Keywords

Aster tataricus, Obesity, High fat diet (HFD), High sucrose diet (HSD), Oxidative stress, Renal.

Introduction

Obesity is a condition described pathologically as an excess accumulation of body fat to the extent producing ill effects on health which leads to decreased life expectancy or life with increased health issues [1]. Rats have shown a greater amount of similarity gnomically with humans and have always been models of choice for study of obesity [2]. The protocols followed for inducing obesity in animal models comprise of strategies such as neuro-endocrine interventions, dietary or genetic changes [2].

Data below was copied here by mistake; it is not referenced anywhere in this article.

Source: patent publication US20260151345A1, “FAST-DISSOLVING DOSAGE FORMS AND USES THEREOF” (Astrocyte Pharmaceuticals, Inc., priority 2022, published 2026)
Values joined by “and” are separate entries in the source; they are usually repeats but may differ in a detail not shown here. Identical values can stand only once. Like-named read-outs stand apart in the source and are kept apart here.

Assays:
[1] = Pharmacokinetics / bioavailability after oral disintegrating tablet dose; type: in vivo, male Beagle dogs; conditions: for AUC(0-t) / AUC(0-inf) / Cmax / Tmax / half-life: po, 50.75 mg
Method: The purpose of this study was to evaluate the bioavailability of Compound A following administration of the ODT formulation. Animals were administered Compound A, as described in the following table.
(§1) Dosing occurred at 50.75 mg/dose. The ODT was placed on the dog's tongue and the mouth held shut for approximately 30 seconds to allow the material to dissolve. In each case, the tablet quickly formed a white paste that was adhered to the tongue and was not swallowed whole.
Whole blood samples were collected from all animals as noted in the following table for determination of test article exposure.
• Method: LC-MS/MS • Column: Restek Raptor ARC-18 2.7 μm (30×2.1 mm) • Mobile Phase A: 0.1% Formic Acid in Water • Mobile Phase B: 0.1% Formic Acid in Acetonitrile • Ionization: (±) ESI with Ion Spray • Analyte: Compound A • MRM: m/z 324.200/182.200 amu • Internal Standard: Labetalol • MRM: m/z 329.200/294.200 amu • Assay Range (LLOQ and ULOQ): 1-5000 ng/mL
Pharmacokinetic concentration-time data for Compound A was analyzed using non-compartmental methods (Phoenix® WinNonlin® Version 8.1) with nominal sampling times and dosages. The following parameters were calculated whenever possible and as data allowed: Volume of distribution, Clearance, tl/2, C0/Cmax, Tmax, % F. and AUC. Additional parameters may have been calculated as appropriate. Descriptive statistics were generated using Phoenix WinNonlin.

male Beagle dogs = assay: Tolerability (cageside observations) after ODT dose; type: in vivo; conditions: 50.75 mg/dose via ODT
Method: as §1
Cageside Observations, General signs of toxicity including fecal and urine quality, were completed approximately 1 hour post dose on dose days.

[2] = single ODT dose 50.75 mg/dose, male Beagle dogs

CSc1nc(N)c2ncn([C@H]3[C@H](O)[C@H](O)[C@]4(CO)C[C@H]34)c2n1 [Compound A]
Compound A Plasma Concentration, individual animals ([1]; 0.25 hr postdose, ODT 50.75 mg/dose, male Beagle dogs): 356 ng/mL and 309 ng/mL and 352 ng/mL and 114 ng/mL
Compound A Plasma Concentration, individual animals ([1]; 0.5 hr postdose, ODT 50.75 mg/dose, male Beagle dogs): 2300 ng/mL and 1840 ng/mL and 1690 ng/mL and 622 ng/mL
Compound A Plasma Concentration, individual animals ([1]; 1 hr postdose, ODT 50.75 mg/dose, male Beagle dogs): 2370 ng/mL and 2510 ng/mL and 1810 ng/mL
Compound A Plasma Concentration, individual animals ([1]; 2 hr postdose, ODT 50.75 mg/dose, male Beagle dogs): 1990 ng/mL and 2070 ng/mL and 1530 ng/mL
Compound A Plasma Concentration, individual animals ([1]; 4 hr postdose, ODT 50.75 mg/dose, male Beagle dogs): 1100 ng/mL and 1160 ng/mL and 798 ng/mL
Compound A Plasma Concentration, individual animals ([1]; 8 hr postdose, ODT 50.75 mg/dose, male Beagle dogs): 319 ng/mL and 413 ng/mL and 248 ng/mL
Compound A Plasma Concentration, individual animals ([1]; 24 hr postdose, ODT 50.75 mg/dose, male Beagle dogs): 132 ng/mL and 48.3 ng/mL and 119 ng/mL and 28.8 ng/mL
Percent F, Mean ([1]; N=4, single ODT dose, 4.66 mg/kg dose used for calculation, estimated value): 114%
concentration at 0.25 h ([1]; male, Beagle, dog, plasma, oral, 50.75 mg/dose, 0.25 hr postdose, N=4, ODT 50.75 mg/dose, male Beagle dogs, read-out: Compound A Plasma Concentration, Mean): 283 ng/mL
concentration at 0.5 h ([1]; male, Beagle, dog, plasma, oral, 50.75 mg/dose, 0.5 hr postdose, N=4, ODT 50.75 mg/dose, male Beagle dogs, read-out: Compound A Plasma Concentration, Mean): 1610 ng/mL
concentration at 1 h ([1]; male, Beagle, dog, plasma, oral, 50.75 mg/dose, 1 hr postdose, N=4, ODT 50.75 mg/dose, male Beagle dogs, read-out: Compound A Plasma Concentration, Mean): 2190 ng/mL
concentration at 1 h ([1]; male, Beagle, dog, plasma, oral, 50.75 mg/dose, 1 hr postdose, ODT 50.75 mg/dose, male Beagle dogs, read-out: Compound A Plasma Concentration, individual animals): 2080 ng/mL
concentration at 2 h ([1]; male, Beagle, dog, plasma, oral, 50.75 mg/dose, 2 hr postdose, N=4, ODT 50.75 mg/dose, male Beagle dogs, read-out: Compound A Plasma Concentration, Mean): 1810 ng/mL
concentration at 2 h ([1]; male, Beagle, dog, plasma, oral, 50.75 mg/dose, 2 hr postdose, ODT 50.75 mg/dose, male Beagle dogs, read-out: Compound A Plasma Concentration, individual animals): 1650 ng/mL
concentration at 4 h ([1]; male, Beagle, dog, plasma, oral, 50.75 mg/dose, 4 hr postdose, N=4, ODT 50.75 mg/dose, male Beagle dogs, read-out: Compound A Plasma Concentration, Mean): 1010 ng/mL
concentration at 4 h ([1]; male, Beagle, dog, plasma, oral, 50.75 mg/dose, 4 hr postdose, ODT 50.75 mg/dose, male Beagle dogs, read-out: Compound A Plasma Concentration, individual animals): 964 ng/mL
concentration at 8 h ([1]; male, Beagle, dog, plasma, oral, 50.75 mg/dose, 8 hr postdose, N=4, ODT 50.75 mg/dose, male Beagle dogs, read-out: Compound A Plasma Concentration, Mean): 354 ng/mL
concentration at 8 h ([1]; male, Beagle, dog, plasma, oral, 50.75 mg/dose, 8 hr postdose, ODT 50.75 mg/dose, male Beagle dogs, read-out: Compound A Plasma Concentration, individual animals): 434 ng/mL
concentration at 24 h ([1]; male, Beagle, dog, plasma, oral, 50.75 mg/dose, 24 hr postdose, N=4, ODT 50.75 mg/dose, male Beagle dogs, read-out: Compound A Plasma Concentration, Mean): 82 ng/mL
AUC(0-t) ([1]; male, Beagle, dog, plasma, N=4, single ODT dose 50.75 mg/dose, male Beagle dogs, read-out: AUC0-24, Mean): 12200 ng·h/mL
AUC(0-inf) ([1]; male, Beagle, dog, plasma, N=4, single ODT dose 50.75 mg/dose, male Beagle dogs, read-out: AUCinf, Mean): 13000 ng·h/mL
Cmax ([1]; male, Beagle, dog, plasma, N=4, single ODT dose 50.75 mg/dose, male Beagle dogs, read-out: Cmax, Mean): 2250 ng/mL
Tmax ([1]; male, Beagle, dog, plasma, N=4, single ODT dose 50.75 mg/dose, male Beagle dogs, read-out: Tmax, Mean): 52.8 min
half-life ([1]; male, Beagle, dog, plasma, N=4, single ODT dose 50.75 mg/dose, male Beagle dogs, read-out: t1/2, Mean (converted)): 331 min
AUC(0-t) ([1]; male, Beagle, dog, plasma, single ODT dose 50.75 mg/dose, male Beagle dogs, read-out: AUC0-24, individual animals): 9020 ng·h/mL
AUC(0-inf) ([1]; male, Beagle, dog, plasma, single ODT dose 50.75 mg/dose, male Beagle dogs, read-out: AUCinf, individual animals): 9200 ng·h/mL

Oxidative stress has been reported to be significantly associated with number of metabolic disorders, inflammation and also obesity [3-5]. Oxidative stress have been found to associated with damage initiated by free radicals which generate in these diseased conditions and remain non neutralized by body antioxidant defense [6]. Free radicals are unstable species causing damage to lipid containing membranes, proteins and altering DNA structures leading to cell death [7]. By-product of lipid peroxidation such as Thiobarbituric Acid Reactive Substances (TBRS) are chief oxidative stress biomarker, other such as levels of hydroperoxides and carbonyl proteins which are the markers of protein oxidation also suggest the extent of oxidative damage caused by these ROS [8,9]. Oxidative stress is also characterized by decrease in activities of body antioxidant enzymes such as Glutathione S-transferase, Glutathione Peroxidase (GPx), Superoxide Dismutase (SOD) and Catalase (CAT). These enzymes act by showing free radical scavenging activity against free radicals and prevent oxidative stress [10]. Another antioxidant enzyme namely Paraoxonase (PON1) is an important member of antioxidant family which is reported to be associated with high-density lipoproteins. The esterase enzyme is believed to detoxify lipid peroxides, PON1 is distributed in tissues such as liver, heart, brain, kidneys and lungs [11]. Obesity has been reported to be associated with production of oxidative stress [12]. Obesity exerts damaging effects on organs in the body such as liver, heart and kidney with fatty liver and diabetic nephropathy being the most possible outcomes of obesity [13].